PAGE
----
Science Edition: Integrated Pest Management

Genome analysis of 45 clubroot isolates leads way for ID tests

Key result:

Clubroot continues to spread, but improved monitoring and methodologies allow for more pathotype characterization to better identify, quantify and eventually manage clubroot-causing pathotypes going forward.

Project title, principal investigator:

“Canadian canola clubroot cluster
pillar 4: Surveillance and pathotype monitoring” Stephen Strelkov, University
of Alberta


Alberta Canola

Full report:

To find the full report, go to the Canola Research Hub at
and search for the project title.

As the appearance of new clubroot pathotypes capable of overcoming resistance is one of the most important threats facing canola production in clubroot-infested regions of the Prairies, this research led by Steve Strelkov focused on tracking and responding to changes in the clubroot pathogen.

Surveillance in Alberta: In addition to clubroot being found in 79 of the 543 canola crops surveyed in 2018, another 221 cases were found by municipal personnel. These cases are distributed across 40 counties and municipal districts, plus Edmonton, Medicine Hat and the town of Stettler. Disease identification in new locations suggested that clubroot is spreading in the Peace Country of northwestern Alberta and in southern Alberta.

In most cases, clubroot severity was mild or moderate, although five crops were heavily infested – two of which had included clubroot-resistant canola cultivars – and pathogen populations from these fields were collected for further evaluation in the lab.

Surveillance in Saskatchewan: Of the 1,800 fields surveyed, 37 canola crops were found with visible clubroot symptoms. A subset of 10 samples was sent for pathotype characterization and nine samples were sent for pathotyping.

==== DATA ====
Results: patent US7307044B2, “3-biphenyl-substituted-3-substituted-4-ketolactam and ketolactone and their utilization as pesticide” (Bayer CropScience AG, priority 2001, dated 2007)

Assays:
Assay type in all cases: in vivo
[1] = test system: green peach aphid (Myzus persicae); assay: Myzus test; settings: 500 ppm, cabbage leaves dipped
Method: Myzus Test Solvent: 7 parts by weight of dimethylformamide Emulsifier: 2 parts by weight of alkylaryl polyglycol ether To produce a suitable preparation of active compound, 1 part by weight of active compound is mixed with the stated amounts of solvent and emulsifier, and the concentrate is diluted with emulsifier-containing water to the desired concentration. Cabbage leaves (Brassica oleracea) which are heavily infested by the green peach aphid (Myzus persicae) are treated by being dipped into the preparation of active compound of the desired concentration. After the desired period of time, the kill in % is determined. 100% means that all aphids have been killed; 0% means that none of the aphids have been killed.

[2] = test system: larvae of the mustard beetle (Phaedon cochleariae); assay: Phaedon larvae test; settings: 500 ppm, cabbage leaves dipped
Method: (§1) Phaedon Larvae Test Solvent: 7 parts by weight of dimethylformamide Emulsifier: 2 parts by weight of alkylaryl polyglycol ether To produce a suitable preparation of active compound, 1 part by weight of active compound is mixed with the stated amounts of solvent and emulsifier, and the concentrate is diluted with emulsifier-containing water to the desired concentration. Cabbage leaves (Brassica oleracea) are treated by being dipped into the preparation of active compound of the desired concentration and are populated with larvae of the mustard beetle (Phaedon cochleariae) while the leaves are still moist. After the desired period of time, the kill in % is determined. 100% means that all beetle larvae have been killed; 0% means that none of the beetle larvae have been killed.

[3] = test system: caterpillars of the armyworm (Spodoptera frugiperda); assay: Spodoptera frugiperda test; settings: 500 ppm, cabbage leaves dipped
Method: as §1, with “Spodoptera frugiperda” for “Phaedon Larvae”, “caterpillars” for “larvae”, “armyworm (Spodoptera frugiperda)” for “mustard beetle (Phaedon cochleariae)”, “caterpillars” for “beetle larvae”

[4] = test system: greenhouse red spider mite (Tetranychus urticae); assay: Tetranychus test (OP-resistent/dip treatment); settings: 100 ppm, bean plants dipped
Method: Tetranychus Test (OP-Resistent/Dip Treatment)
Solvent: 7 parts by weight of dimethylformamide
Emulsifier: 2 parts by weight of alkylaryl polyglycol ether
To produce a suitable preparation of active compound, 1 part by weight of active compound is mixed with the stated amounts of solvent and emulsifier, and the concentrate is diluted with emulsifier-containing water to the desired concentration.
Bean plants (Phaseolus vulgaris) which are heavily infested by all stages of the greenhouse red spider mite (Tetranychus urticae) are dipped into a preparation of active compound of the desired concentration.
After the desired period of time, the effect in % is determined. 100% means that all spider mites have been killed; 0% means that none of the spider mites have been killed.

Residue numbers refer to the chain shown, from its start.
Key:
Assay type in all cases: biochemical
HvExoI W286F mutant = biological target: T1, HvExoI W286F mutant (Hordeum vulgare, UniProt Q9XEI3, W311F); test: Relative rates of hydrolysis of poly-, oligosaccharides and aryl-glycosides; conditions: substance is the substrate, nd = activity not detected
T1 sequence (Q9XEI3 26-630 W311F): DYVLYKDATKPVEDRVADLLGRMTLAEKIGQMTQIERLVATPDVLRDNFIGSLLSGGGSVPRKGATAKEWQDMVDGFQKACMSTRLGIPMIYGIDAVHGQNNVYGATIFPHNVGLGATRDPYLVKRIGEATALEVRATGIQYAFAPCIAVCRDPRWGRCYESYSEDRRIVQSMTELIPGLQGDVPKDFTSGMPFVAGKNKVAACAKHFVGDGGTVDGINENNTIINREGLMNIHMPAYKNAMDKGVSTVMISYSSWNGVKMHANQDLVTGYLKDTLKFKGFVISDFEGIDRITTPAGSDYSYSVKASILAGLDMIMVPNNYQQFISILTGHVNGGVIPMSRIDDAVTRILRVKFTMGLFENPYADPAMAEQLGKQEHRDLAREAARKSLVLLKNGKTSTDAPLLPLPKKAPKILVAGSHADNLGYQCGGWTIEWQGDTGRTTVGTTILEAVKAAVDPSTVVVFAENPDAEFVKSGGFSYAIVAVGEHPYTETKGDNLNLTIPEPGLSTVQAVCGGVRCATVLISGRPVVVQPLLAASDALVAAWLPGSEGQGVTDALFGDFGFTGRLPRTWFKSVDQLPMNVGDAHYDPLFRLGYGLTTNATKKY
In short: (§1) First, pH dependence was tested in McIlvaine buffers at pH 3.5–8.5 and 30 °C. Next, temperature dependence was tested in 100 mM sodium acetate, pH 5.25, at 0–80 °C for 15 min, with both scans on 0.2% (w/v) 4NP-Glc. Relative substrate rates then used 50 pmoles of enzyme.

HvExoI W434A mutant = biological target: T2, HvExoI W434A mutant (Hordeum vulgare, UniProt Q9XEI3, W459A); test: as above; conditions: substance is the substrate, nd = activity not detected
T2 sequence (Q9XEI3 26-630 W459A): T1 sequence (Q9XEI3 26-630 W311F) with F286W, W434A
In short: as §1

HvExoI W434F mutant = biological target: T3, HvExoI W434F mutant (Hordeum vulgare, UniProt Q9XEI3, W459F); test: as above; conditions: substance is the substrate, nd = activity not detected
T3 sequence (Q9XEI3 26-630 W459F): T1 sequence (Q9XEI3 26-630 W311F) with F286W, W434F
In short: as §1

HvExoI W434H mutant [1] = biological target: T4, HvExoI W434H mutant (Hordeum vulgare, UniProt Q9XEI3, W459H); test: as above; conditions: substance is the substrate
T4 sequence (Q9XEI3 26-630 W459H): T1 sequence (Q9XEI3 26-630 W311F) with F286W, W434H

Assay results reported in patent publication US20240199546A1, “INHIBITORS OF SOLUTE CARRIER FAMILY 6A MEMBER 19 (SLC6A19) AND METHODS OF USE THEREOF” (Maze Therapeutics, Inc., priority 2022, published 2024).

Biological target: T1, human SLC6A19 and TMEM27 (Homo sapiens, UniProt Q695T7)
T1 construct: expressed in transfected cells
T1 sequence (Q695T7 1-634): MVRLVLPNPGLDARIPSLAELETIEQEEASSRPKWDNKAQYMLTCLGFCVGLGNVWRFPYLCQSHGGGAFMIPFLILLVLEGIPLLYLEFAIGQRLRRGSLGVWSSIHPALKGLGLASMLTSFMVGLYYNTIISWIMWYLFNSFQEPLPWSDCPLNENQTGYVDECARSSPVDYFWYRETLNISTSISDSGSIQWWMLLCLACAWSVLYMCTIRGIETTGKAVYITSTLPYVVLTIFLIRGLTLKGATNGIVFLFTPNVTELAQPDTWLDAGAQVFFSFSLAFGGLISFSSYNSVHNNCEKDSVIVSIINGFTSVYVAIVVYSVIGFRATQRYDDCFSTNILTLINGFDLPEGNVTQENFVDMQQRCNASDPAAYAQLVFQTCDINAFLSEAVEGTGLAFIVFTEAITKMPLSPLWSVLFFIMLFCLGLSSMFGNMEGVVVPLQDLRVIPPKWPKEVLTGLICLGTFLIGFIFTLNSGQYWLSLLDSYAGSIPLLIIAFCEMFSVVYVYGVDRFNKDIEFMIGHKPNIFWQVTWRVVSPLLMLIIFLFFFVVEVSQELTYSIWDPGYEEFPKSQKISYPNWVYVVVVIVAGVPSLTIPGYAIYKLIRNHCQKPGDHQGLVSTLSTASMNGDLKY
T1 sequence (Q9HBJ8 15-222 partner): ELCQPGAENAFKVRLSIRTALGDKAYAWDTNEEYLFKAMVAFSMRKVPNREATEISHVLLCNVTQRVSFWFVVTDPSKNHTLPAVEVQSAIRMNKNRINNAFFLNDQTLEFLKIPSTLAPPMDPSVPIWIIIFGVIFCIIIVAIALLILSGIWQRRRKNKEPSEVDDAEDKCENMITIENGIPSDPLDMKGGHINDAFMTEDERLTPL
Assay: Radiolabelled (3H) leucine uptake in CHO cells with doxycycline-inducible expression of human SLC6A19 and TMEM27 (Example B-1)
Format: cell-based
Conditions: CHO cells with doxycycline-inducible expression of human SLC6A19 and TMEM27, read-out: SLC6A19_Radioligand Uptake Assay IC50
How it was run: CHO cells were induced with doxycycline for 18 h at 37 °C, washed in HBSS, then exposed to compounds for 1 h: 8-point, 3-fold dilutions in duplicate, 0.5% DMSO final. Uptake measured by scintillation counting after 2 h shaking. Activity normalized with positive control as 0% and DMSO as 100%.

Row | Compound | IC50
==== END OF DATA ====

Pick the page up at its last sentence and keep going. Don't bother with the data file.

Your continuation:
Surveillance in Manitoba: Of the 100+ fields in 2018, 17 cases of clubroot were identified, bringing the cumulative total to 33 confirmed infestations since 2009. A subset of six clubroot samples was sent for pathotype characterization, while three collections were sent for pathotyping.

Characterization of single-spore and field isolates: Thirteen pathotypes were identified amongst the 39 single-spore isolates (populations) obtained and characterized for their virulence on a suite of CR canola cultivars and on the Canadian Clubroot Differential Set.

A total of 119 Plasmodiophora brassicae populations, including 103 from Alberta, 10 from Saskatchewan and six from Manitoba were tested.

Eighty-seven of the 103 field isolates collected from Alberta could overcome clubroot resistance, bringing the total number of confirmed fields with resistance issues to 191 in the province.

Of the 10 samples from Saskatchewan and the six field isolates from Manitoba tested, only one isolate from Manitoba could overcome clubroot resistance in CR canola, while the rest did not. This was the first confirmed case of a clubroot resistance-breaking pathotype detected on canola outside of Alberta.

Refinement of the clubroot differential set: Collectively, the results identified 19 Brassica accessions that had good ‘differential capability’ and potential as differential hosts. These included two B. napus, eight B. rapa and nine B. nigra accessions.

Examination of the genetic and virulence relationships between pathotypes and their interactions: Resting spores representing 45 isolates of P. brassicae, including the 39 single-spore isolates described earlier in this report plus an additional six field isolates, were selected for genomic analysis. This allowed for the development of a binary matrix to construct a dendrogram showing relationship between 45 P. brassicae field and single-spore isolates.

This circular dendrogram shows the relationship between 45 Plasmodiophora brassicae field and single-spore isolates. The dendrogram represents a bootstrap consensus tree built using PhyloSNP with 100 bootstrap replications. The colour-coded dots indicate whether an isolate is virulent (red), avirulent (green) or gives a mixed reaction (yellow) on a suite of clubroot resistant (CR) canola cultivars. Those isolates that were not tested for virulence on CR canola are denoted as ‘unknown’ (white circles).

Development of molecular tests to distinguish between pathotypes: Successful analysis involving 45 P. brassicae genomes initiated the development of molecular markers for the identification of P. brassicae pathotypes using the genome sequence information (which is highly specific and more accurate than standard PCR). This can be used to identify and quantify clubroot-causing pathotypes from plant, soil and water samples.